Colin Mills, compiler of the Hortus Camdenensis, died in late November 2012 after a short illness. As he always considered the Hortus his legacy, it is his family's intention to keep the site running in perpetuity. It will not, however, be updated in the near future.

Pyrus communis ‘Crawford’

I have found no record of a pear called ‘Early Crawford’. The information given here is for the Scottish pear ‘Crawford’ which could be synonymous as this is an early pear.  ‘Fruit below medium size, obovate. Skin greenish-yellow, changing to pale yellow, with sometimes a tinge of brownish-red next the sun. Eye open. Stalk an inch long. Flesh white, buttery, juicy, sweet, and with a musky flavour. Ripe in the middle of August.’ [Hogg – Fruit Manual p.179/1860].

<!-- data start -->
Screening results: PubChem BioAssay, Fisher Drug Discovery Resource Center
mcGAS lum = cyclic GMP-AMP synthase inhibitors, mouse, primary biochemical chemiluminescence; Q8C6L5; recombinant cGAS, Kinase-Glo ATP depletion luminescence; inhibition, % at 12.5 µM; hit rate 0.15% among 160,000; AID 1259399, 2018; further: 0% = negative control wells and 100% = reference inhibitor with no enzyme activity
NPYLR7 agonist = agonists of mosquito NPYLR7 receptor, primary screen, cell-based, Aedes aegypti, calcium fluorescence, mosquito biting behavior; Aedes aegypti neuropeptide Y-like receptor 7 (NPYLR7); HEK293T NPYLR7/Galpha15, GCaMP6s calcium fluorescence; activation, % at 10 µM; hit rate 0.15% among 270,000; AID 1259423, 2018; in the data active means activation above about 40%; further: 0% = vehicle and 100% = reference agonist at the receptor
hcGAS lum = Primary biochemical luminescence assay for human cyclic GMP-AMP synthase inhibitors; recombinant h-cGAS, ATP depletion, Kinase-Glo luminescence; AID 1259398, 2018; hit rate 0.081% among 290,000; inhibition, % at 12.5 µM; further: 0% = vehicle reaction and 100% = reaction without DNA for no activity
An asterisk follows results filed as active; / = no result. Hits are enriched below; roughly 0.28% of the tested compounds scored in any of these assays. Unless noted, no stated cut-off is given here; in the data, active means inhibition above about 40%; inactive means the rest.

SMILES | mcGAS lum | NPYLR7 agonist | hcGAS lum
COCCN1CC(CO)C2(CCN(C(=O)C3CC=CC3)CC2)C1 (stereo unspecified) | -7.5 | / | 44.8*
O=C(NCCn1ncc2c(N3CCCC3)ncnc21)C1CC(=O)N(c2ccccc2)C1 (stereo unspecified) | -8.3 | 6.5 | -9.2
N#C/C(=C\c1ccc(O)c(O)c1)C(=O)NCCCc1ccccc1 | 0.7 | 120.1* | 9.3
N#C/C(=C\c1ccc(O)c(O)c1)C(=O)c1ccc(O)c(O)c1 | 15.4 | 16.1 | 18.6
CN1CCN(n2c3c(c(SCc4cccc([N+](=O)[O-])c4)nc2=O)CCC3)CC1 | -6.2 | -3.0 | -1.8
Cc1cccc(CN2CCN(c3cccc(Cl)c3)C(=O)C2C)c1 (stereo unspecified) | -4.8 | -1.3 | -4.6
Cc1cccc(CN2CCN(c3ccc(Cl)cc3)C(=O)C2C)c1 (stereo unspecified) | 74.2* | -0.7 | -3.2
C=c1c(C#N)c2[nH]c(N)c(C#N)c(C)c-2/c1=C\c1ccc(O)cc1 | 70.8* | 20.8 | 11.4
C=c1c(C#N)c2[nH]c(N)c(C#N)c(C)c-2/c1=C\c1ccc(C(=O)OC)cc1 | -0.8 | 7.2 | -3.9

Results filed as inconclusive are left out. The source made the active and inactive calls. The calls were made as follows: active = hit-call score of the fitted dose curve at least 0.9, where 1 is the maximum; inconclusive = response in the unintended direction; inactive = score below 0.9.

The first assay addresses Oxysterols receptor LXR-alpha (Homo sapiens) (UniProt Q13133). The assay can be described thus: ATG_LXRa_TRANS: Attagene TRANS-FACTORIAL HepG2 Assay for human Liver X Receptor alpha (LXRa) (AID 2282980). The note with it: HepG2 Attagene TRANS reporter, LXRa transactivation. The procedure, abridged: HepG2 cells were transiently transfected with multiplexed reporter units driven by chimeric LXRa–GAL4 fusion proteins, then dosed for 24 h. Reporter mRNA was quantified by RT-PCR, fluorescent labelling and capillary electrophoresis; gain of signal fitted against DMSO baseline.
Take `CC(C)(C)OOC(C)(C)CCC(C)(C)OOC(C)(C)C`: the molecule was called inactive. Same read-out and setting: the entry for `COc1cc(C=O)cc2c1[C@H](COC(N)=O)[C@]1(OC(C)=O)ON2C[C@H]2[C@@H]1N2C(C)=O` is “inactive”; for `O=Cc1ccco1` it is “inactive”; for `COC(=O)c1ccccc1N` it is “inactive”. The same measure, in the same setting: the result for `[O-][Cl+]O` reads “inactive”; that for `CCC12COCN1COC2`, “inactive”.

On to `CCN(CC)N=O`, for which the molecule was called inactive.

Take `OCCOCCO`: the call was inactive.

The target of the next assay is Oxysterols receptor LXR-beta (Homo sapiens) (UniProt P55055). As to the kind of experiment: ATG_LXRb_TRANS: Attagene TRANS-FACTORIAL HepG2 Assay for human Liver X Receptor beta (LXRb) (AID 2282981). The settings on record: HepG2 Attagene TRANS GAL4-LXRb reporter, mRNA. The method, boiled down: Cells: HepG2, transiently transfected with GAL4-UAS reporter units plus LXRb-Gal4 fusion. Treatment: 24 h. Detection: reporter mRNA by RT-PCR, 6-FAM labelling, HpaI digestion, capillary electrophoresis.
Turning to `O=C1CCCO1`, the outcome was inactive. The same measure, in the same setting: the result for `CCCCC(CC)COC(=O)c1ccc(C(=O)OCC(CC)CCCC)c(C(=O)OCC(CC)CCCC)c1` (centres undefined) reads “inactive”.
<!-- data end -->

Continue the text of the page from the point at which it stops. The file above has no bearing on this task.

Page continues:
Horticultural & Botanical History

‘This tree, probably of Scotch origin, grows to a large size in the orchards of Kent, Eng., and is often planted on the windy sides of plantations as a protection to other trees. Tree stout, remarkably productive.’ [Pears of New York p.350]. I have found no information on its origins but the first record of it given by Pears of New York is 1845. It is not mentioned by George Lindley in 1831 but is listed by Robert Hogg in 1860, suggesting an introduction date between about 1830 and 1845.

History at Camden Park

Listed in the 1850 and 1857 catalogues [Pear no.23/1850]. ’23. Worthless.’ [Diary B, MP A2951/1862].


Published May 18, 2010 - 05:06 PM | Last updated Jul 22, 2011 - 02:52 PM

Family Rosaceae
Region of origin

Garden origin, Scotland

  • Bancrieff
  • Lammas


Common Name

Dessert Pear, summer

Name in the Camden Park Record

Early Crawford

Confidence level medium